Some Gardening Tips for June

The cool spring weather is now a distant memory as East Texas summer has arrived for its extended stay. Beat the heat and humidity by doing your gardening activities in the early morning and early evening. Wear a hat, and protect yourself with sunscreen and mosquito repellant.

Here are some educational opportunities this month to keep you informed on gardening and plant topics.

Oakleaf hydrangea, a southeastern US native shrub, thrives in Northeast Texas.

Oakleaf hydrangea, a southeastern US native shrub, thrives in Northeast Texas.

Tomorrow is the last of the spring series of “First Tuesday in the Garden” free lectures – “Natives Beat the Heat” on June 4 in the IDEA Garden during the noon hour.  Master Gardeners will share their knowledge about native plants that thrive in our area. First Tuesday lectures are held on the patio in the IDEA Garden, located in the southeast corner of the Tyler Rose Garden. While there, enjoy the dynamic demonstration gardens that the Smith County Master Gardeners maintain, including the IDEA Garden, Heritage Rose Garden, Sunshine Garden and the Shade Garden.

A small slice of the 2009 Overton Horticulture Field Day at the North Farm

A sample of what you might see at this year’s Horticulture Field Day in Overton, Thursday, June 27.

Later in June, head to the Texas A&M Agrilife Research and Extension Center in Overton for a look at the very latest plant introductions. This free Horticulture Field Day is on Thursday, June 27. The morning field day showcases the extensive annual bedding plant variety trials that are conducted at A&M at Overton, including sun and shade annuals and other specialty plants. Visitors get to vote for their favorites at both the North Farm, where the tour begins, and at the demonstration garden at the Center. After a catered lunch, Dr. Brent Pemberton, A&M AgriLife Research Horticulturist at Overton, who is responsible for the trials, and Jimmy Turner and Jenny Wegley of the Dallas Arboretum, will give highlights in the auditorium of new plant introductions and results of plant trials. For more details, visit

In the Garden.

Lawn Care. The hotter weather of June promotes faster growth of grass, so keep up with the mowing. To avoid stressing the grass, remove no more than 1/3 of the total length of the grass blade each time you mow. You may need to mow frequently, every 5 or 6 days instead of every 7 to 10 days. Let the clippings fall back into the lawn recycles plant nutrients. If clippings are visible after mowing, mow more often. Mowing frequently at the correct height will promote a healthy, thick turf resistant to weeds.

Grey spots with black border early signs of grey leaf spot fungal disease on St. Augustine grass

Grey spots with black border early signs of grey leaf spot fungal disease on St. Augustine grass

For Bermuda lawns that are making poor growth thus far this year, make a second application of fertilizer. For best results, use a fertilizer with a high percentage of nitrogen in the slow- release form so the grass won’t grow quite so rapidly. A wet, hot June, coupled with lushly growing grass from high rates of nitrogen combine to promote Grey Leaf Spot, a fungal disease of St. Augustine grass. This summer disease causes yellowing and in severe cases, severe thinning of the turf, especially in shady areas or in low spots that tend to stay wet. If your St. Augustine is thick and rapidly growing, skip the summer application.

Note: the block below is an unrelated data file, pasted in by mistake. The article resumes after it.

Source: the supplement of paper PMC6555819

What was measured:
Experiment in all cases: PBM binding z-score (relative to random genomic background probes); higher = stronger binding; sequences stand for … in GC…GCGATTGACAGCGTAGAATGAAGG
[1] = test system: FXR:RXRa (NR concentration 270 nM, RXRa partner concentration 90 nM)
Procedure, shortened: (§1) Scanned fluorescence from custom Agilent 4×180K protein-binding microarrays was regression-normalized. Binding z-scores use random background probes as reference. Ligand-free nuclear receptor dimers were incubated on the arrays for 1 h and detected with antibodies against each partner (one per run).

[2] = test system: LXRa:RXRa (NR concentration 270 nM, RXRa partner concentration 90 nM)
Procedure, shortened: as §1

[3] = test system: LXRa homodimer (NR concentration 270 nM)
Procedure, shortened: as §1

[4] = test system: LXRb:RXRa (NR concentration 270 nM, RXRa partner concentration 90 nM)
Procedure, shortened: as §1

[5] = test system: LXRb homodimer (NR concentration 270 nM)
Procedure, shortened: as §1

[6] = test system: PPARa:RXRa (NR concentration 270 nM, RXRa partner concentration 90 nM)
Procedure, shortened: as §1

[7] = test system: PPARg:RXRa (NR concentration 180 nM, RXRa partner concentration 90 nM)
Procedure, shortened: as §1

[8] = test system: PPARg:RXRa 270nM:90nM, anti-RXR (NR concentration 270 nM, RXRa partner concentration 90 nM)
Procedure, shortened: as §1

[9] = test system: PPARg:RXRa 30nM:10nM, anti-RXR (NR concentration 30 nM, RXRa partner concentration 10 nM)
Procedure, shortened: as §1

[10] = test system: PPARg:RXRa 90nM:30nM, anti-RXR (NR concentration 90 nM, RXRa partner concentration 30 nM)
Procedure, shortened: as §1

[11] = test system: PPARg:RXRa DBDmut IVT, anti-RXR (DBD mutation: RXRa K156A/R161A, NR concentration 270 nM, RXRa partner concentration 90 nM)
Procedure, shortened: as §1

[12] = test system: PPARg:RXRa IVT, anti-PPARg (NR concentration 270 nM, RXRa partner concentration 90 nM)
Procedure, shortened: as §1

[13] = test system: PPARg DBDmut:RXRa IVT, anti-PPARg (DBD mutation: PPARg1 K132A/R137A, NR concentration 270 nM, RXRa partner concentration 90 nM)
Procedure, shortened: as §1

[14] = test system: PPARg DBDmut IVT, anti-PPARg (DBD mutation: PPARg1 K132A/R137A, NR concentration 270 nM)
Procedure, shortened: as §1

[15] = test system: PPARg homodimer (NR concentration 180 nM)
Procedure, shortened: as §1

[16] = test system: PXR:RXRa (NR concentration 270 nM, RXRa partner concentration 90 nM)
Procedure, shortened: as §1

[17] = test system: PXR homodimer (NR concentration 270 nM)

Know how large your lawn is so you know how much fertilizer to apply. Check the bag for recommendations. Typical application rates for common fertilizer analyses might be 5 pounds of 21-7-14 per 1000 square feet, or 6 pounds of 15-5-10 per 1000 square feet. Do not exceed these rates.

The rule of thumb for watering is to apply enough to wet the soil 6 inches deep. Do not water too frequently. Shallow, frequent watering promotes a shallow root system that is more susceptible to the stress of summer heat and winter cold.

June’s warm soils make this an ideal time to establish or renovate the home lawn. Lawns for our area include Bermudagrass for all sun with no shade, and St. Augustine, centipede or zoysia for all sun or partial shade.

Blossom end rot on tomatoes

Blossom end rot on tomatoes

Vegetables. If you’re growing vegetables, you probably have tomatoes. One of the most common tomato disorders is blossom end rot (BER). This is not a disease but a rather physiological problem caused by a lack of calcium and fluctuating soil moisture. BER is most severe on large, flat fruit varieties. Don’t let the soil fully dry between watering or rain, but keep the soil more evenly moist. Mulching helps conserve moisture to minimize this problem. Before planting the next crop of tomatoes, lime the soil to provide calcium. BER usually only affects the first tomatoes to ripen.

Tomatoes, peppers and other garden plants benefit from a side dressing of fertilizer (mainly nitrogen) to keep them vigorous and productive throughout summer. The extra nitrogen stimulates leafy growth on peppers which will help prevent sun scald on the fruit.

Mulching. A major task each summer is to make sure our gardens do not suffer from lack of water. Mulching vegetables, flowers and shrubs is one easy way to reduce the frequency we have to keep our plants watered. Mulch materials, like wood chips, shredded leaves, pine straw and bark, in a layer 2 to 4 inches deep, will help conserve water and keep plants healthier.

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